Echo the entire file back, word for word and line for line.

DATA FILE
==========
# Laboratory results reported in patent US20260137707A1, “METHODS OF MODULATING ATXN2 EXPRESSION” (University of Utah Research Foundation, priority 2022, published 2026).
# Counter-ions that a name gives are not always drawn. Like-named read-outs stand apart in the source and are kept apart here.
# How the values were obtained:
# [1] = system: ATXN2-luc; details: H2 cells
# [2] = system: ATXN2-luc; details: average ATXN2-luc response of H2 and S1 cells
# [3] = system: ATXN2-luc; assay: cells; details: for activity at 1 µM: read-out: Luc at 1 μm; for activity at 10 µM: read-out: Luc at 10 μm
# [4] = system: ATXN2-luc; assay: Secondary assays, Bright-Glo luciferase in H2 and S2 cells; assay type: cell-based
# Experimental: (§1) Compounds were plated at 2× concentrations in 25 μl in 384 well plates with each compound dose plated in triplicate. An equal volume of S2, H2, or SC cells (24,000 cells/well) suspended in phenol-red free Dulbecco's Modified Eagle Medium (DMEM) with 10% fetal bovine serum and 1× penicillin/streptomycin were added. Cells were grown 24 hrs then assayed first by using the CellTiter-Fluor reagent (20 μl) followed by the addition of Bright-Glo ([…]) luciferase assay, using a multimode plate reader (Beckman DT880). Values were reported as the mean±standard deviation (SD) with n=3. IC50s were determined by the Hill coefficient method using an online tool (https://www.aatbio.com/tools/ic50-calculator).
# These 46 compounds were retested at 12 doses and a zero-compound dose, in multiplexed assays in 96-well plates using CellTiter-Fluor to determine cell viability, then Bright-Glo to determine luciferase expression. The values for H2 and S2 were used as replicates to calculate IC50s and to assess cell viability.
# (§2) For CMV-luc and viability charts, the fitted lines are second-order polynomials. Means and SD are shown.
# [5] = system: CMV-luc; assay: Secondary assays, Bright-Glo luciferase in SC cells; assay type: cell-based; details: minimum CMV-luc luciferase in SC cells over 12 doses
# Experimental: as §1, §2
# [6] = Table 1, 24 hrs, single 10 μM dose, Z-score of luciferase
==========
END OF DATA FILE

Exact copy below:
# Laboratory results reported in patent US20260137707A1, “METHODS OF MODULATING ATXN2 EXPRESSION” (University of Utah Research Foundation, priority 2022, published 2026).
# Counter-ions that a name gives are not always drawn. Like-named read-outs stand apart in the source and are kept apart here.
# How the values were obtained:
# [1] = system: ATXN2-luc; details: H2 cells
# [2] = system: ATXN2-luc; details: average ATXN2-luc response of H2 and S1 cells
# [3] = system: ATXN2-luc; assay: cells; details: for activity at 1 µM: read-out: Luc at 1 μm; for activity at 10 µM: read-out: Luc at 10 μm
# [4] = system: ATXN2-luc; assay: Secondary assays, Bright-Glo luciferase in H2 and S2 cells; assay type: cell-based
# Experimental: (§1) Compounds were plated at 2× concentrations in 25 μl in 384 well plates with each compound dose plated in triplicate. An equal volume of S2, H2, or SC cells (24,000 cells/well) suspended in phenol-red free Dulbecco's Modified Eagle Medium (DMEM) with 10% fetal bovine serum and 1× penicillin/streptomycin were added. Cells were grown 24 hrs then assayed first by using the CellTiter-Fluor reagent (20 μl) followed by the addition of Bright-Glo ([…]) luciferase assay, using a multimode plate reader (Beckman DT880). Values were reported as the mean±standard deviation (SD) with n=3. IC50s were determined by the Hill coefficient method using an online tool (https://www.aatbio.com/tools/ic50-calculator).
# These 46 compounds were retested at 12 doses and a zero-compound dose, in multiplexed assays in 96-well plates using CellTiter-Fluor to determine cell viability, then Bright-Glo to determine luciferase expression. The values for H2 and S2 were used as replicates to calculate IC50s and to assess cell viability.
# (§2) For CMV-luc and viability charts, the fitted lines are second-order polynomials. Means and SD are shown.
# [5] = system: CMV-luc; assay: Secondary assays, Bright-Glo luciferase in SC cells; assay type: cell-based; details: minimum CMV-luc luciferase in SC cells over 12 doses
# Experimental: as §1, §2
# [6] = Table 1, 24 hrs, single 10 μM dose, Z-score of luciferase